“The market of fake garments and accessories is growing yearly and constitutes one of the biggest threats to the global fashion industry,” according to a recently-released report on the state of fake fashion. Online marketing firm SEMrush revealed last week that not only is the volume of fake wares growing (something that global customs agencies have attested to), demand for counterfeits is up, too, with consumers increasingly searching specifically for “fake” and “replica” designer products.
Comparing data from 2017 and 2018, SEMrush found that online searches specifically for counterfeit goods grew by 15 percent year-over-year, with consumers proving to be increasingly “willing to close their eyes to the quality of the goods and [their lack of] originality” in order to get their hands on “designer items at bargain prices.”
For the second year in a row, Supreme – the cult streetwear/skatewear brand that has experienced a marked boom in popularity in recent years, in particular – topped SEMrush’s list of brands for which consumers are seeking out fakes, followed by Ray-Ban, Audemars Piguet, Oakley and Vans.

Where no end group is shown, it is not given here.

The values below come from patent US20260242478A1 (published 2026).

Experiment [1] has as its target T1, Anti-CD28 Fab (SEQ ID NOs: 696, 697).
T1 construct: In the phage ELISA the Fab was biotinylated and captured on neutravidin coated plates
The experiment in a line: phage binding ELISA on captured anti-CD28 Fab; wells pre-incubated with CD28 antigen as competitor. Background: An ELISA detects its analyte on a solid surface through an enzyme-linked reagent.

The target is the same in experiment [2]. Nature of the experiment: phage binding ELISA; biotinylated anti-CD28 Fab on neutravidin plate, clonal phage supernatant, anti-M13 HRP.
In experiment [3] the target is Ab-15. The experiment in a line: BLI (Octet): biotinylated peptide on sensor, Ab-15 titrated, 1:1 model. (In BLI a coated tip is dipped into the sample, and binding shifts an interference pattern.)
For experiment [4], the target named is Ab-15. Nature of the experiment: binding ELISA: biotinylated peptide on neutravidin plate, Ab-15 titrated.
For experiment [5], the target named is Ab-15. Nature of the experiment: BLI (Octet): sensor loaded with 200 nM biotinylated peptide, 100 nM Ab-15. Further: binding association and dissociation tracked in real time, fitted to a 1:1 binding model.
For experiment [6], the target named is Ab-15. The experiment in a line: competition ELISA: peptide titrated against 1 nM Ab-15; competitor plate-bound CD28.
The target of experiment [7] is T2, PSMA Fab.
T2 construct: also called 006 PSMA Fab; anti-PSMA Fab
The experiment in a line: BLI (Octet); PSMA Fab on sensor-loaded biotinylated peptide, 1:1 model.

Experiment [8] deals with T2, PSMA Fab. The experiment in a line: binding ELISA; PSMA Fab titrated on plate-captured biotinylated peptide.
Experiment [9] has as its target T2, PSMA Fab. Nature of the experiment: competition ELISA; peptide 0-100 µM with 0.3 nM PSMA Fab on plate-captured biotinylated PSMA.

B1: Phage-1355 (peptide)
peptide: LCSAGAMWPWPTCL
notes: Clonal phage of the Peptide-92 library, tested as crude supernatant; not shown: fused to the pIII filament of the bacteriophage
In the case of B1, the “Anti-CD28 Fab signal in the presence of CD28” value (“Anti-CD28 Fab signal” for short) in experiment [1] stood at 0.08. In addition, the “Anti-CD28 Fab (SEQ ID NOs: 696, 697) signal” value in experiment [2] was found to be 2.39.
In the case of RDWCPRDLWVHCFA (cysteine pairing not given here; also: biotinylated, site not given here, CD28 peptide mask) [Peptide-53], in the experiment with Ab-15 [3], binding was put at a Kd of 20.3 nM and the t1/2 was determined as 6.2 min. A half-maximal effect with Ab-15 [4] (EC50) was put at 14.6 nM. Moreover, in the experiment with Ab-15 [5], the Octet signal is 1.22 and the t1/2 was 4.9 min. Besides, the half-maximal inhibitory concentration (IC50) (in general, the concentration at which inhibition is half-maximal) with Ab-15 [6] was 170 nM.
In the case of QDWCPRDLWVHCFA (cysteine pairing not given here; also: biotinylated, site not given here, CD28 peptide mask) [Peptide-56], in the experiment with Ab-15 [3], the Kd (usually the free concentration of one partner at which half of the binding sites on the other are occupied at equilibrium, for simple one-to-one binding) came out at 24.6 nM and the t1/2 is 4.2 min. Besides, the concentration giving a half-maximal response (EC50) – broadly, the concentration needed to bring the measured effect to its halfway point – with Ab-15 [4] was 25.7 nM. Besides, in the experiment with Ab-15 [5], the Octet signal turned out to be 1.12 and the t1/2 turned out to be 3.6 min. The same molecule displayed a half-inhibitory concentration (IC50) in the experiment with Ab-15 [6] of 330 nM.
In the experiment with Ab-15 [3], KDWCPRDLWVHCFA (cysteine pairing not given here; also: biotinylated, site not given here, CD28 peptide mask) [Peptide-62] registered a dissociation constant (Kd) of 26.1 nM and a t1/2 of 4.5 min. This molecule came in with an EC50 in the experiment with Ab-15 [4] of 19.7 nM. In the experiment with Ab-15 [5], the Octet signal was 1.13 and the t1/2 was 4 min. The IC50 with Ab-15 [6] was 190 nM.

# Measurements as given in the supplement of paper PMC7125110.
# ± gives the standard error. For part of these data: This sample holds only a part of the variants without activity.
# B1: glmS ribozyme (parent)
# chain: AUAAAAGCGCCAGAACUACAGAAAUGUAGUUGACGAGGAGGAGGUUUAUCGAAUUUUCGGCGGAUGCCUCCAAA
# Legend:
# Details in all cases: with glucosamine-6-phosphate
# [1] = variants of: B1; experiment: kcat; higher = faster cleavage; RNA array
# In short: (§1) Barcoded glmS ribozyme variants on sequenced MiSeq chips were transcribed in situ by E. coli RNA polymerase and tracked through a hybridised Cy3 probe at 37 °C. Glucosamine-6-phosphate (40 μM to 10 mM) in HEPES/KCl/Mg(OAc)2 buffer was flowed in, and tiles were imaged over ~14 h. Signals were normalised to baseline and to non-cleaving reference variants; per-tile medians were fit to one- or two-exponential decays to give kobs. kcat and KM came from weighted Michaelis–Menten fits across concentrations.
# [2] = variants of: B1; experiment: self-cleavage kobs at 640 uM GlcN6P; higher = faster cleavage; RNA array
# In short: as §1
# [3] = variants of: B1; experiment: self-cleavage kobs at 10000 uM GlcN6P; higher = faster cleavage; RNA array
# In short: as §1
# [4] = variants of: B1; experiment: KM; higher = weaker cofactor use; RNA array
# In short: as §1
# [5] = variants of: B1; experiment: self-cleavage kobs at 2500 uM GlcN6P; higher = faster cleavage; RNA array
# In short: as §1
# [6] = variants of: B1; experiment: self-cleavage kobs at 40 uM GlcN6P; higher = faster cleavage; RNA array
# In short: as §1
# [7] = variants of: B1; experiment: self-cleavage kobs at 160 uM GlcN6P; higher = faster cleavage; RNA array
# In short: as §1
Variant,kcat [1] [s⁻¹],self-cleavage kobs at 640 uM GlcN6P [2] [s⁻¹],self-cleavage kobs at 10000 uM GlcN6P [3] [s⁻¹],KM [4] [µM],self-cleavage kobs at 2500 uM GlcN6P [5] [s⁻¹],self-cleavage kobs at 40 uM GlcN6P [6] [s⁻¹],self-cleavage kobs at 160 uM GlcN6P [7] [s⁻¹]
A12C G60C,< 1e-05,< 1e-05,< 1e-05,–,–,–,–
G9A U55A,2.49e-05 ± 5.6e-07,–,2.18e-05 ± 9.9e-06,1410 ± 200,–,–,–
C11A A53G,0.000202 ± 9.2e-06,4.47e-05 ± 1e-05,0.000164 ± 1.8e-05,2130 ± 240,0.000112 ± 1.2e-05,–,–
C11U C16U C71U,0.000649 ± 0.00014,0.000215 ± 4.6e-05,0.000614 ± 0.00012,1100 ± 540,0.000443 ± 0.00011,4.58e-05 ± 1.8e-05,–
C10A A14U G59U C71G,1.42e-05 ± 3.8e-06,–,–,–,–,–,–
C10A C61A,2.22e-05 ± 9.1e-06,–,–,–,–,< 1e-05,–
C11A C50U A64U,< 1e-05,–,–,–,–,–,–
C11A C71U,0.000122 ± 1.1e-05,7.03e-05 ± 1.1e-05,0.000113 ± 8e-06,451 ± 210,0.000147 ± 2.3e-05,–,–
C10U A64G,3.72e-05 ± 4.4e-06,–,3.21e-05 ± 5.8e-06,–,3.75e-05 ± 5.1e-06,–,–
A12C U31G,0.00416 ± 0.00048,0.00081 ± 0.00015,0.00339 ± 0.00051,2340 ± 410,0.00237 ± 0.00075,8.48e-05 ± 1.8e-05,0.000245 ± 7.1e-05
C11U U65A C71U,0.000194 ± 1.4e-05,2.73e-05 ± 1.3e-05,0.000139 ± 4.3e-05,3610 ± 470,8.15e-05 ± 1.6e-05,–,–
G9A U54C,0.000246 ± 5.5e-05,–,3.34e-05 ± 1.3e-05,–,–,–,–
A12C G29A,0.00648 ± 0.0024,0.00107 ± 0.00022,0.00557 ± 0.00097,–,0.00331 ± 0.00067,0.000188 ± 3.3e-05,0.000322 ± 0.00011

While Supreme took the top spot on SEMrush’s list of the greatest number of searches for brand-specific fakes, its year-over-year growth was relatively low, amounting to nearly 10 percent for 2018. That is significantly less than the 76.7 percent rise in searches for fake Vans and 23 percent rise for counterfeit Patek Philippe watches.
What explains the lack of double-digit growth for searches of “fake Supreme”? Well, it is not the result of a drop in demand. Instead, low growth is almost certainly due to the fact that searches for copycat Supreme wares spiked in 2017, coinciding with the reveal and release of its collaboration with Louis Vuitton, which ultimately led to less of a surge for 2018, even though the brand still maintains the title of the “most searched brand that people search with keyword ‘replica’ or ‘fake.'”
On a global scale, Supreme continues to wrestle with the influx of fakes, including by way of copycat brands, such as Supreme Italia and Supreme Spain, which have taken advantage of differences in trademark law in jurisdictions around the world to gain rights in the “Supreme” name and built brands that piggyback on the appeal of the one that James Jebbia launched in New York in 1994.